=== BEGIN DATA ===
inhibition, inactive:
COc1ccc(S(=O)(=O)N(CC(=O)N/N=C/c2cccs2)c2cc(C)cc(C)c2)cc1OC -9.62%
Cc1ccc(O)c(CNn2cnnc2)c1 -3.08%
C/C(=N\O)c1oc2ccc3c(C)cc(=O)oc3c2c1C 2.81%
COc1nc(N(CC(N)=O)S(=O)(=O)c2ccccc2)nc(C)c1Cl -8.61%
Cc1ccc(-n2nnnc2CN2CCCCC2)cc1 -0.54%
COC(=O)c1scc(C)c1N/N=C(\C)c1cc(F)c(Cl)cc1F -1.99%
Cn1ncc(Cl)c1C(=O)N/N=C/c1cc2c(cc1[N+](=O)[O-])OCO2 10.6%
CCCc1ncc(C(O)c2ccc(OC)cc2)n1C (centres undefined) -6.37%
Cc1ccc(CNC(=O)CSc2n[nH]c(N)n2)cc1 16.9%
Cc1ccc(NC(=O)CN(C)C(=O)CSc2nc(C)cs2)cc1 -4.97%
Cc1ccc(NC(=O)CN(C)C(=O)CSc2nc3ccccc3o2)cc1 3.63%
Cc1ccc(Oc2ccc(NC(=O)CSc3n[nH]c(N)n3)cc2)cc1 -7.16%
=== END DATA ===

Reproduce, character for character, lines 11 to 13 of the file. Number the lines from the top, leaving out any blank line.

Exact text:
Cc1ccc(NC(=O)CN(C)C(=O)CSc2nc(C)cs2)cc1 -4.97%
Cc1ccc(NC(=O)CN(C)C(=O)CSc2nc3ccccc3o2)cc1 3.63%
Cc1ccc(Oc2ccc(NC(=O)CSc3n[nH]c(N)n3)cc2)cc1 -7.16%